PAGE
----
A STORY often repeated in film history places Groucho Marx at the premiere of the 1949 Cecil B. DeMille epic Samson and Delilah. Posters of the massive, bare-chested Victor Mature served as the visual backdrop for anyone entering the theater that evening. After the movie’s debut, DeMille asked Groucho what he thought of the film. Groucho replied: “No picture can hold my interest where the leading man’s tits are bigger than the leading lady’s.”
The quotation is more than just a quip: it reveals something about the discomfort that the biblical epic engendered in the heterosexual male. Lured by the promise of Hedy Lamarr in the most diaphanous of costumes (a design of the great Edith Head), a straight man watching Samson and Delilah would be confronted with 128 minutes of an almost naked Victor Mature.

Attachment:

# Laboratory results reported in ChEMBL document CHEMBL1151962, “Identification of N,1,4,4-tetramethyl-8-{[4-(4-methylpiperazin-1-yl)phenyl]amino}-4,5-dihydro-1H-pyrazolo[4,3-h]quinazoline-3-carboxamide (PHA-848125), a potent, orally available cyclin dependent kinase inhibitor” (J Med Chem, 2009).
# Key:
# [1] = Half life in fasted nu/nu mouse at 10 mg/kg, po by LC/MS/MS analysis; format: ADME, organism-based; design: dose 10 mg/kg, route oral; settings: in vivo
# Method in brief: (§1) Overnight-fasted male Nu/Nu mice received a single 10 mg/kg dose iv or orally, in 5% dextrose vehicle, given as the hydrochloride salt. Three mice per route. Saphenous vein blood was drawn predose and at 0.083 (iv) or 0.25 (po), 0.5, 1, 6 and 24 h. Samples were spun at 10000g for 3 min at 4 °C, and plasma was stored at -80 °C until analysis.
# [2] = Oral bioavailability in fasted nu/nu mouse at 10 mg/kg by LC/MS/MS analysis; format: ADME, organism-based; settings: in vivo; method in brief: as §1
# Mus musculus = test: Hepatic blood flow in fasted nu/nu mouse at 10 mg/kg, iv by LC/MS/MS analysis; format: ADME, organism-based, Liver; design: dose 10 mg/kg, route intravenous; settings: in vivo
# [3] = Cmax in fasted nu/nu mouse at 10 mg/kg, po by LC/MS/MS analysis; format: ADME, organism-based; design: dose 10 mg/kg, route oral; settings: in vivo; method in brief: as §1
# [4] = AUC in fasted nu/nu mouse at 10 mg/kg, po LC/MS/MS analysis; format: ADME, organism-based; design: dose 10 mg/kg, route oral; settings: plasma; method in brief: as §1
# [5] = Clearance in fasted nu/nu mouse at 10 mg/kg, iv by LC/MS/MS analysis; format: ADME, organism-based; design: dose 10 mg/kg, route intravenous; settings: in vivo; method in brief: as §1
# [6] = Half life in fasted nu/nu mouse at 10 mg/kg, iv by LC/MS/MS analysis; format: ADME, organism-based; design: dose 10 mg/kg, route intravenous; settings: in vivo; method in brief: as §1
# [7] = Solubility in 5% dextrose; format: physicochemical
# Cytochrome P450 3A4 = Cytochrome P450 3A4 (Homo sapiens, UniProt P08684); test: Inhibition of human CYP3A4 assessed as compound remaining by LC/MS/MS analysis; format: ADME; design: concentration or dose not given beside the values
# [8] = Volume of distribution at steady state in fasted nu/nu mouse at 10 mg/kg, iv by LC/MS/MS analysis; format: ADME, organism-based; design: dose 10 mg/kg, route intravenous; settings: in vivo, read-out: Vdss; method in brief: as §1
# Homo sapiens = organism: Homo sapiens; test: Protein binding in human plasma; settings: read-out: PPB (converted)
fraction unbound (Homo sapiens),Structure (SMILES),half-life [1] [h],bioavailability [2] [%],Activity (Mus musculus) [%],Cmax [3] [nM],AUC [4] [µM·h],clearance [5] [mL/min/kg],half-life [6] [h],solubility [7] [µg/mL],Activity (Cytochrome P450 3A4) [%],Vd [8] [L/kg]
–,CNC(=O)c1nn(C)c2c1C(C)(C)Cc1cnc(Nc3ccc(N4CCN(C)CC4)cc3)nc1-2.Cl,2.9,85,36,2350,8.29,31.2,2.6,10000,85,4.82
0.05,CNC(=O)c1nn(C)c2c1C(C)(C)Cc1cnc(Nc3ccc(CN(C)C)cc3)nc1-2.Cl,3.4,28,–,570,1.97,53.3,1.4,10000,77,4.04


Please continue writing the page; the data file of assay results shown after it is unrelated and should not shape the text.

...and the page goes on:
If, as Laura Mulvey proposed in her essay, “Visual Pleasure and Narrative Cinema,” the standard Hollywood “gaze” is heterosexual male, directed toward the gazed-upon female, then the genre of the biblical epic poses a peculiar—one might even say a queer—problem. In the biblical epic, the body of the male, stripped to a loincloth or clad in muscular but decidedly short-skirted armor, is as gazed upon as an object of desire. The prospect of an audience’s archetypal male gaze staring at the muscular bodies of Victor Mature, Charlton Heston, or Yul Brynner suffuses these films with homoeroticism—a decidedly gay male gaze. Furthermore, once the heterosexual, male-oriented machinery of the gaze is broken, it frees up the possibility of a female gaze as well—directed at the beefy male specimens on the screen, or at the delicious lesbian-femme fantasies of Hedy Lamarr, Anne Baxter, and Gina Lollobrigida.